Finally, with just under 13 minutes left in regulation, reserve guard Maria Moeller, launched an Ohio State run, hitting three of her four three-pointers down the stretch. Spurred by Moeller's long-distance marksmanship, the Buckeyes pulled it together and pulled out the win.
As was the case in Monday's win over Mississippi State, Ohio State claimed this contest largely due to its ability to get to the foul line. While Sacred Heart earned only six free throws, the Buckeyes shot 29 fouls shots, making 21 of them. Prahalis--even more than Lavender--was primarily responsible for Ohio State's parade to the charity stripe. The spunky freshman--clearly the best player on the floor in this game--went 10-for-14 at the line on her way to 23 points. Prahalis also dished out seven assists, snagged four rebounds, and committed only one turnover in 38 minutes on the court.
LOOKING AHEAD FOR OHIO STATE
As the Buckeyes now look ahead in the tournament, they're in for a tough but tantalizing matchup when they play second-seeded Stanford in the Berkeley Regional semifinals on Saturday. The two teams share many of the same strengths. Stanford is coached by a person every bit as detail-oriented as Foster: Tara VanDerveer, who once coached at Ohio State in the 1980s.
Both teams prefer an up-tempo game, although the Buckeyes do possess the power needed to thrive in a halfcourt game. Both are outstanding defensive teams.
Ohio State post players Jantel Lavender and Star Allen will enable Ohio State to compete against anyone within 10 feet of the basket. Lavender's battle with Stanford center Jayne Appel will be a five-star matchup. Outside of that duel, Allen will find herself locked up with the Cardinal's freshman post sensation Nnemkadi Ogwumike in a confrontation almost as compelling as Lavender-Appel.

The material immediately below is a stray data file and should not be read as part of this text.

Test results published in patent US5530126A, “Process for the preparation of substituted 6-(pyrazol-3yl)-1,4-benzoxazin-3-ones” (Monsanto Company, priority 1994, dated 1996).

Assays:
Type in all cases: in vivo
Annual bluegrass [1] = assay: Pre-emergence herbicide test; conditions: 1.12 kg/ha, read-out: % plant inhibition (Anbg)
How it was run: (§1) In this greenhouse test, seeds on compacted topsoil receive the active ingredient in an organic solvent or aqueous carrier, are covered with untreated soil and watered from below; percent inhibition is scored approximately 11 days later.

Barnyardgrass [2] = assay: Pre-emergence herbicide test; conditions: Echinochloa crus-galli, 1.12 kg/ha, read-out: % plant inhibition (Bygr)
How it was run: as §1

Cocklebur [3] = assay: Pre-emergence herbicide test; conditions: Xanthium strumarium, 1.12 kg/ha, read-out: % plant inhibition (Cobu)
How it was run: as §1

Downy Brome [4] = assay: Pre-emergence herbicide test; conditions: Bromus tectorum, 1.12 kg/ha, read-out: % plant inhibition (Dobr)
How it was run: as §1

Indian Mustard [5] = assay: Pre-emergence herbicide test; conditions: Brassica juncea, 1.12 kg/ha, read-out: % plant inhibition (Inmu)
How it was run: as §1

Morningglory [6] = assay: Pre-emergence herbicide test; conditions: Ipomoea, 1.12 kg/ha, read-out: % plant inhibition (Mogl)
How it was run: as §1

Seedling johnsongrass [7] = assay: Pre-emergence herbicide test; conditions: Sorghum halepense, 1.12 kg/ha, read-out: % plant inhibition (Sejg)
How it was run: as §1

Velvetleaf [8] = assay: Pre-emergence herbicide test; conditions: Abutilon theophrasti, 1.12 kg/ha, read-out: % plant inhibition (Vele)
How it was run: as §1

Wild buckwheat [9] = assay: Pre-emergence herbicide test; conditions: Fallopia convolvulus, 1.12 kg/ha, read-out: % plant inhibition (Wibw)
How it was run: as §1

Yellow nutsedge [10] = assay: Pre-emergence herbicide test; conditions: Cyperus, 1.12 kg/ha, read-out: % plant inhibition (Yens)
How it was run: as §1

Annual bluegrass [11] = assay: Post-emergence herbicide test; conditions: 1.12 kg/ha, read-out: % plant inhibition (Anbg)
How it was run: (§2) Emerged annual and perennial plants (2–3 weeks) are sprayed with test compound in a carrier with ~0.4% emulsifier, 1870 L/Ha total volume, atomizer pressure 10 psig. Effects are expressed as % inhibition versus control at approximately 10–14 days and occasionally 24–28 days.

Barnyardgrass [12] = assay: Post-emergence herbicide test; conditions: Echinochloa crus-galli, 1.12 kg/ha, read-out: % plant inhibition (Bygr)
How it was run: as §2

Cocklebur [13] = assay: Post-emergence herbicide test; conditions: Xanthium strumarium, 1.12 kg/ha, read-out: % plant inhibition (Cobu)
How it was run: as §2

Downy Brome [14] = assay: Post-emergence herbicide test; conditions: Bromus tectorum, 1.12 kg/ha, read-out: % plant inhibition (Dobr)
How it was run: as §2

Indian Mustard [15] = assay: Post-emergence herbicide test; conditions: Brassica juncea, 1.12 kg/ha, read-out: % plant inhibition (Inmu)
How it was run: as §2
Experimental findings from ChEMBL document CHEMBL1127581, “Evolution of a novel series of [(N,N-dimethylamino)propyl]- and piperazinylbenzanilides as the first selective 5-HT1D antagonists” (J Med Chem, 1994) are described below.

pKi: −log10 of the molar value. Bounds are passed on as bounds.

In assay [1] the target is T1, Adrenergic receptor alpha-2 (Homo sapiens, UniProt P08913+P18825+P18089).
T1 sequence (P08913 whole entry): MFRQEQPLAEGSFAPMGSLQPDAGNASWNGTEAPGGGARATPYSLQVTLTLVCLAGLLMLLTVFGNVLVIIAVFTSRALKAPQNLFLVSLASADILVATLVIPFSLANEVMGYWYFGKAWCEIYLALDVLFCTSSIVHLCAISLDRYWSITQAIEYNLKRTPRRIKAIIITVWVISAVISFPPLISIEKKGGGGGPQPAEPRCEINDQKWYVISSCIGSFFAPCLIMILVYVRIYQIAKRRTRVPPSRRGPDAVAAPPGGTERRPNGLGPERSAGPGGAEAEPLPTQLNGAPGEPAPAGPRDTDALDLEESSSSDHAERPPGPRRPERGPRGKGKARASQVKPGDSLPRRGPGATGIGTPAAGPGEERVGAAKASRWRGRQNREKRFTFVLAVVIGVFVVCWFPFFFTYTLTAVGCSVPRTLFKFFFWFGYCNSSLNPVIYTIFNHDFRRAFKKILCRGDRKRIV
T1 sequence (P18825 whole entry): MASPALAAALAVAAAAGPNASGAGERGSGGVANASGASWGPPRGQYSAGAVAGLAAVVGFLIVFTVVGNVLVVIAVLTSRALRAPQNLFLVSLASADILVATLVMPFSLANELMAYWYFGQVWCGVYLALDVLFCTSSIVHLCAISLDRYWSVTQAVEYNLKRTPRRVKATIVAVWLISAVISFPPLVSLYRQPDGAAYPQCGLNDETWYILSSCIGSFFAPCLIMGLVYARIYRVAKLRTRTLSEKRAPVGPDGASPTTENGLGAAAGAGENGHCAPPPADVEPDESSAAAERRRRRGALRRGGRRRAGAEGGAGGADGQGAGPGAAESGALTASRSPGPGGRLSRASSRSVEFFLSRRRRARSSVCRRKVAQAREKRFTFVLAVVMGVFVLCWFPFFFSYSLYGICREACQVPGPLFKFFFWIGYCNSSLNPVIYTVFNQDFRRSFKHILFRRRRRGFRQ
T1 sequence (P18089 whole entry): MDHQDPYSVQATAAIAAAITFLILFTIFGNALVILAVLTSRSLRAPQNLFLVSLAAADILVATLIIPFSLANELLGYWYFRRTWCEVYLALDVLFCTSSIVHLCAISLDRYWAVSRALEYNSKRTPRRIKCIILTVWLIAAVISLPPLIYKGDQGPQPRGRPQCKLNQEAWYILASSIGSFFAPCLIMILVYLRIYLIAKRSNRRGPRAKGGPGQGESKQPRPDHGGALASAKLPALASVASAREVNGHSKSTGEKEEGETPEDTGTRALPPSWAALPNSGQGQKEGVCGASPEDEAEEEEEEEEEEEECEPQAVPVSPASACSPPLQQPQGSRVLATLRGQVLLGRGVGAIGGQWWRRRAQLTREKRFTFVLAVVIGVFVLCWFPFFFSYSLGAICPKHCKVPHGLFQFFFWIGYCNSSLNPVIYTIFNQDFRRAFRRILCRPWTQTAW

Prahalis, too, will find herself in a critical match-up against Stanford's sophomore guard Jeanette Pohlen, considered by some to be the heart of the Cardinal team. Pohlen has performed brilliantly in making the move from her natural off-guard position to taking over the point after Stanford's floor general J.J. Jones suffered a season-ending injury in November.
In the end, the outcome might very well come down to Prahalis's is able to spread the floor and break down Stanford's defense with her own ample toolbox of superb skills.
Prahalis, a much-heralded recruit from Long Island, New York, has been given an unusual amount of freedom by Foster, one of the sport's best clinicians and a man who generally likes a more structured style of play. Not wanting to stifle his point guard's combination of fearlessness and creativity, Foster has allowed his floor general to learn from mistakes more than explicit direction. So far, that move has paid off for Foster, but on Saturday, the Buckeyes will encounter an opponent likely to punish any freshman blunders.